An example of tight coupling from our current credit crisis would be the move by the monoline insurers into the mortgage backed securities business. They created a dependency between two somewhat unrelated financial sectors (muni bonds and residential mortgages) which were weakly coupled to each other before, such that now a city in one part of the country may have problems issuing bonds on account of declining home values in a geographically remote and economically unrelated part of the country, when from a systems standpoint there was little reason why these things needed to be connected. This is an example of tight coupling with weak cohesion, which is how you create an unstable system.
Another example would be our globalized system of agriculture, which is now putting people in 3rd world countries on the brink of starvation in part because Iowa corn farmers are paying more for oil based inputs.
Tight coupling plus weak cohesion = avoidable problems.
The problem that I see with the very high levels of liquidity and reduction of arbitrage we’ve enjoyed recently (and really globalization more generally) is that it was used to create all sorts of new dependencies between different sectors of our economy which were weakly coupled before and are now tightly coupled. Much of the slack (i.e., arbitrage) which existed before has been taken out of our system, and now shocks can propagate freely from one part of the system to the others with few barriers to stop or attenuate them. A perhaps bad analogy would be that it is as if somebody made money removing all of the shock absorbers from our cars because “they weren’t adding any value”, something which appears to be true right up to the point where you hit a big pothole in the road, at which point it would be nice to have them back. Too late.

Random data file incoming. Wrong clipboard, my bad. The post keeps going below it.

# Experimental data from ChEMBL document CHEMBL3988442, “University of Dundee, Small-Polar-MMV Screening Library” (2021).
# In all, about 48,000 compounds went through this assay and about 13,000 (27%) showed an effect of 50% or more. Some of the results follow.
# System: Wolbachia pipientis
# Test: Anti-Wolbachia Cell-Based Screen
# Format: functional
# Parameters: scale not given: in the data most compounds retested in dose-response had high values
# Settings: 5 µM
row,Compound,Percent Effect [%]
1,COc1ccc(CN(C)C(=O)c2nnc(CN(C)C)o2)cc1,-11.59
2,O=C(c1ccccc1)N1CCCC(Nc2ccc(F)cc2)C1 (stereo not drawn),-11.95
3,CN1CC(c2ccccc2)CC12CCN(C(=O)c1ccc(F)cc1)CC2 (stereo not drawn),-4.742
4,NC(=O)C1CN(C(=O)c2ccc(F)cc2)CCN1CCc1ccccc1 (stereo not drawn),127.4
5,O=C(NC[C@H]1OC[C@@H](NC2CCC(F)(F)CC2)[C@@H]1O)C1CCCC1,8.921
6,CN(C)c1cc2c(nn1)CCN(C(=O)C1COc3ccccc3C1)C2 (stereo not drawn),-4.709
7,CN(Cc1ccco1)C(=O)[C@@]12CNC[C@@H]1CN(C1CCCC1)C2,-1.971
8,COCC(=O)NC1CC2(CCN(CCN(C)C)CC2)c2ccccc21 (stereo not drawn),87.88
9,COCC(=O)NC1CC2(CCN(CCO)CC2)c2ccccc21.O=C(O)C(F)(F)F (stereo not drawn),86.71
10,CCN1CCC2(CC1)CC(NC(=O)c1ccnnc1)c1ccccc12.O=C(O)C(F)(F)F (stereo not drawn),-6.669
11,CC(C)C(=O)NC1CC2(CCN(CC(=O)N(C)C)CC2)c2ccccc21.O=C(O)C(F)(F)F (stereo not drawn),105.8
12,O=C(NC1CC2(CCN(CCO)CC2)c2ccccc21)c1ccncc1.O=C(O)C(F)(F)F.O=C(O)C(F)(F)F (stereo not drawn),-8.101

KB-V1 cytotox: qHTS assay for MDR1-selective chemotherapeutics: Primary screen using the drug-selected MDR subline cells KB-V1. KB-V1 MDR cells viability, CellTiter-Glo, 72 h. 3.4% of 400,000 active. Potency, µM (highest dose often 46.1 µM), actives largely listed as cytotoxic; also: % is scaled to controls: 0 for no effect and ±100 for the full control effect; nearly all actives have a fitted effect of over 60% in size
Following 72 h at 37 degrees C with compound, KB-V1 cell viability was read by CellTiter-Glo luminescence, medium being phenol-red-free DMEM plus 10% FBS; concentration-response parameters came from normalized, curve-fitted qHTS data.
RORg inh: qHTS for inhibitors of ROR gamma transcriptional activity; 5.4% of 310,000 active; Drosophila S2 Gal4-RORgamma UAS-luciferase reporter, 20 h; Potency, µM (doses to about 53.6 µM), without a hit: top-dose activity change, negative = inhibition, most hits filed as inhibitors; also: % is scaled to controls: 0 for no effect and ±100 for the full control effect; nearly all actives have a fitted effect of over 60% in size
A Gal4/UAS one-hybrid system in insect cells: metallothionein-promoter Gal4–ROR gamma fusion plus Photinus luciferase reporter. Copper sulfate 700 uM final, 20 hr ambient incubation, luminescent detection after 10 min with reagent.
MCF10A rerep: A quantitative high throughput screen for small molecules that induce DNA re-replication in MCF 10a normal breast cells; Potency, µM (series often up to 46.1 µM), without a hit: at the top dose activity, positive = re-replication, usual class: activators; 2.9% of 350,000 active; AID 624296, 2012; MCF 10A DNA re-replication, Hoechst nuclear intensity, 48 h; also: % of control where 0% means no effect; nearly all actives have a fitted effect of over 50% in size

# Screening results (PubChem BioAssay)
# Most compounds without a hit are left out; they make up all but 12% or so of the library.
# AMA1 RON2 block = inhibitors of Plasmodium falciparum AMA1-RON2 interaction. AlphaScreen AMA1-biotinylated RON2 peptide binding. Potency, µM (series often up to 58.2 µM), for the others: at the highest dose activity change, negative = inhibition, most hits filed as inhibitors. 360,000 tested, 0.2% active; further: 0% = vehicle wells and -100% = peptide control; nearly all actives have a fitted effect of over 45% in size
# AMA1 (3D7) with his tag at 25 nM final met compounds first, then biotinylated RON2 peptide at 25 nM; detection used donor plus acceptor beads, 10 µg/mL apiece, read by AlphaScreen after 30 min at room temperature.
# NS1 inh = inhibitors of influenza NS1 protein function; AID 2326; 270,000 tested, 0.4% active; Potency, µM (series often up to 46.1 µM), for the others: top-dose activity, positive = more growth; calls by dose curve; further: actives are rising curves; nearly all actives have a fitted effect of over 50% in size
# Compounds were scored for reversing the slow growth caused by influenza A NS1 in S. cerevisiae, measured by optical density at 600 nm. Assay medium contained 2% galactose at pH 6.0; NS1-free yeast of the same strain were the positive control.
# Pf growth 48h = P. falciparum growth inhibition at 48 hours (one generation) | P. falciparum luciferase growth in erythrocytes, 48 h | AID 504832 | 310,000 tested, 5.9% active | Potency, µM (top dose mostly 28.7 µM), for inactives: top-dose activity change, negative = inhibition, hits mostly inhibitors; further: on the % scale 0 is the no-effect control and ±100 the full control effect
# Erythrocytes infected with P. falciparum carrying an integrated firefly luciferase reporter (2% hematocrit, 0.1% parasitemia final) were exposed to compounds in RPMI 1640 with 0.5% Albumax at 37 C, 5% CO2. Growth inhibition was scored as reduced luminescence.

The study of natural systems would seem to be essential
I can’t echo this strongly enough. Natural systems have much longer timeframes than economists are used to looking at, so they provide an intellectual framework for thinking about grey swan and black swan events (which in some natural systems are the norm, and perform most of the “work” of the system) that is sorely missing right now.
For example, anyone familiar with the dilemma that the US Forest Service is currently grappling with regarding their legacy of excessively zealous fire suppression in the US since 1910 (in the absence of the frequent small ground fires which would normally have occurred the net fuel load in our forests has built up to unnatural and dangerous levels, making very large and destructive crown fires much more likely) could have told you that the various recession and credit crisis suppression efforts conducted by the Fed under Greenspan were going to add up to a much larger crisis down the road.